30. Christ the King
“I just remember this giant up on top of the building,” recalled John Nixon (VC 1969) of his first day at Vancouver College in the fall of 1957 as a Grade 1 student. The monument of Christ the King inevitably makes an impression; he is the first to greet you in the morning and the last to say goodbye when you leave.
The statue of Christ the King was donated to the school by Mrs. Lily Alice Lefevre in 1925. Mrs. Lefevre, a devout Catholic, was described as “a pioneer, poetess, and public-spirited citizen” and “well-known as an aristocratic hostess in emerging Vancouver”. After her husband, Dr. John M. Lefvre, left her a widow in 1906, Lily Lefevre became a patron of the arts and helped found the Vancouver Art Gallery. Lefevre wrote The Lions' Gate and Other Verses (Province Publishing, 1895) which is probably the earliest collection of poetry published in BC by a woman. Though infrequently mentioned in the school’s records, Mrs. Lily Lefevre, one of the first to answer the call to support Vancouver College’s capital campaign, is considered one of the school’s founders.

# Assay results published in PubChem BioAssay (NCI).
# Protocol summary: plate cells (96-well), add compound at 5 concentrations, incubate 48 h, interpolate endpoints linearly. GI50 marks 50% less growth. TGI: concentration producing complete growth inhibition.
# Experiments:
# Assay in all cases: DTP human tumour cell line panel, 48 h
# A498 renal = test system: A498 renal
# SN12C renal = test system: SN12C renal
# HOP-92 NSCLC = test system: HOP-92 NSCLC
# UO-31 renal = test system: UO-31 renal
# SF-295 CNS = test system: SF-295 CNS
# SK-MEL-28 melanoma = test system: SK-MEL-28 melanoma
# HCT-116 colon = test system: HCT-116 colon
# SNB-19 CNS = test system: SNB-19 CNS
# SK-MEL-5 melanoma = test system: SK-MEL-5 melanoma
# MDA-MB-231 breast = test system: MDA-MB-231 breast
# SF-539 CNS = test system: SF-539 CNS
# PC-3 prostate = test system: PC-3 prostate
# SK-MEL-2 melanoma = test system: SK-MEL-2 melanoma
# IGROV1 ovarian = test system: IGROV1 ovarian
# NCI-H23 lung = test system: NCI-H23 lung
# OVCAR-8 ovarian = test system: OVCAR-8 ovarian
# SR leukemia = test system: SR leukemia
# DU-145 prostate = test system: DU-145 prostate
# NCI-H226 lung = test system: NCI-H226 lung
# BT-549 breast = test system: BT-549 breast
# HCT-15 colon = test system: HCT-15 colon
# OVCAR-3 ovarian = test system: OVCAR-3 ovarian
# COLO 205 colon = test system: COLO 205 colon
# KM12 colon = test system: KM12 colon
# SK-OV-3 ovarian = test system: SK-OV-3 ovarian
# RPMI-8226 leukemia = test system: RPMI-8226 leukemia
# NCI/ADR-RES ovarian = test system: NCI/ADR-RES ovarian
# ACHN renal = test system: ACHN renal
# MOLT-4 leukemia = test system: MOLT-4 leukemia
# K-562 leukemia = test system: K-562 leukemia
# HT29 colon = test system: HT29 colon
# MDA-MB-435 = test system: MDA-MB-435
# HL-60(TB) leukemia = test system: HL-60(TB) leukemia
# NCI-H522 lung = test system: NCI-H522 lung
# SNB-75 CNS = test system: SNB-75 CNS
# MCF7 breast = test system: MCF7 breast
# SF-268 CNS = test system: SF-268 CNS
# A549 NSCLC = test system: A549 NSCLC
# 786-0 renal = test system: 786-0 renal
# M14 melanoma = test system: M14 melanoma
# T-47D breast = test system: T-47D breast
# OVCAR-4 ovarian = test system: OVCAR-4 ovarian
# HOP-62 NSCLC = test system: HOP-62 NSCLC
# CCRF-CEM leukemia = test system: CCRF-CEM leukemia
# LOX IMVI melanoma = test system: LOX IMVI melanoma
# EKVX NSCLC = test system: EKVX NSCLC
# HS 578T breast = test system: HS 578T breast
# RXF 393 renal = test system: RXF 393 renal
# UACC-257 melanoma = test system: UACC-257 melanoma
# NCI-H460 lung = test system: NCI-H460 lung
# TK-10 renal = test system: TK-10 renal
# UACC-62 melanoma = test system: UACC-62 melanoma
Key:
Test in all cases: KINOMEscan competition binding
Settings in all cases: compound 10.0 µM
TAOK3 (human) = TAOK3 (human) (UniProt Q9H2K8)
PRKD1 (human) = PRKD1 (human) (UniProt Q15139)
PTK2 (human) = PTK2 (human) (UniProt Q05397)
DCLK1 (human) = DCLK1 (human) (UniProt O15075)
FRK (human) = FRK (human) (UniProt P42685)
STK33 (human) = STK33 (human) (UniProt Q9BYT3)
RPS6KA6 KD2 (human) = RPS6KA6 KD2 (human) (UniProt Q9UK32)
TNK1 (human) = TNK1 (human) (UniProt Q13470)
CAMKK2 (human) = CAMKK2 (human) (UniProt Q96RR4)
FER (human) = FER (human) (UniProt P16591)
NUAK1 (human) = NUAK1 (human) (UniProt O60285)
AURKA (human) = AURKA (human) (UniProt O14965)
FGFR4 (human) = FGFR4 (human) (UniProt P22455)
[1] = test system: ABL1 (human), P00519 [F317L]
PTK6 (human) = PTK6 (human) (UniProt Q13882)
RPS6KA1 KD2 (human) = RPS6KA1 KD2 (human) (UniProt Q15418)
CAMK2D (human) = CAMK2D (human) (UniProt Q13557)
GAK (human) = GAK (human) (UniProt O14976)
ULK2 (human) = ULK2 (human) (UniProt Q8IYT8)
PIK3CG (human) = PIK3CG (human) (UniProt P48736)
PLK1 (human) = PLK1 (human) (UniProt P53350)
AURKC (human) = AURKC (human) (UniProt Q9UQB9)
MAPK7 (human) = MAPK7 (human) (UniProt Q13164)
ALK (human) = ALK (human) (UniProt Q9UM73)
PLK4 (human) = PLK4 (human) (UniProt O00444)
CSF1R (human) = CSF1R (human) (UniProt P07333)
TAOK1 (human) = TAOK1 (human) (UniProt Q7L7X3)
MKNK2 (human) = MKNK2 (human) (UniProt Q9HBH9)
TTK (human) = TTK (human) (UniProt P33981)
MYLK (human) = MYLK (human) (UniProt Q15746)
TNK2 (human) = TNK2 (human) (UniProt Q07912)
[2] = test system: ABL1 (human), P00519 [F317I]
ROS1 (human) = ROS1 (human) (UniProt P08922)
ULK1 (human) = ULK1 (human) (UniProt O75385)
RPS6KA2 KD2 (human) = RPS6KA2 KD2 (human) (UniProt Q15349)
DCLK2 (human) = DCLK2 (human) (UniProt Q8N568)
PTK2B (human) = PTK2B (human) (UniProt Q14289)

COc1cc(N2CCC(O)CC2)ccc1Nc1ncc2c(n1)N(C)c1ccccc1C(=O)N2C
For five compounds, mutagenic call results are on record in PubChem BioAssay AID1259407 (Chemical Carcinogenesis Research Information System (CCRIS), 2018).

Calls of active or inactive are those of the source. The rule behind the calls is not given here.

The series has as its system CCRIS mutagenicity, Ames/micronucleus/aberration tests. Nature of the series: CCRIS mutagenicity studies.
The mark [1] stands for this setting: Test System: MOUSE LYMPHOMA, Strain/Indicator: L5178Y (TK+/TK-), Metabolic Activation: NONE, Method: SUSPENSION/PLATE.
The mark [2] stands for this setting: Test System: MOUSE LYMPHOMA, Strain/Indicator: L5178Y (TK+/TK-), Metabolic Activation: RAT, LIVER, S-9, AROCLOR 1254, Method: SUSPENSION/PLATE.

The Brothers wrote an entry in their journal that “Rev. Ron Superior unveiled the monument erected to the honor of the Founders of the school in the Main Hall of the school. This exercise was carried out with a general calling of all the Founders to our entertainment staged in the Central Building.” The event was attended by Mrs. Lefevre, Mr. Dominic Burns, Mr. McCormack, Mr. Stafford, Mrs. and Mr. White, Miss White, Rev. Father O’Boyle, Rev. Father McNeil and the entire school.
Prior to the fire of December 5, 1946 that destroyed the third floor of McCormack Hall, Christ the King was perched just above the bay window and stone carving of the Christian Brothers crest. After the fire, however, the roof of Lannon Hall was redesigned and Christ the King was moved higher up, centred on top of the flat roof gable.
In 2019 during the campus redevelopment process, the iconic monument was carefully taken down, restored, and safely set aside until the new Lannon Hall was completed. On October 4, 2020, Christ the King was reinstalled to its present day location, a symbol of the school’s past and illuminating the way for the school’s future. In President Johnny Bevacqua’s words, “It sends the message that while committed to continuous improvement and innovation, we do so with the supporting strength of our tradition and our heritage under the caring, supportive, and watchful Christ the King.”
By: Ronith Cogswell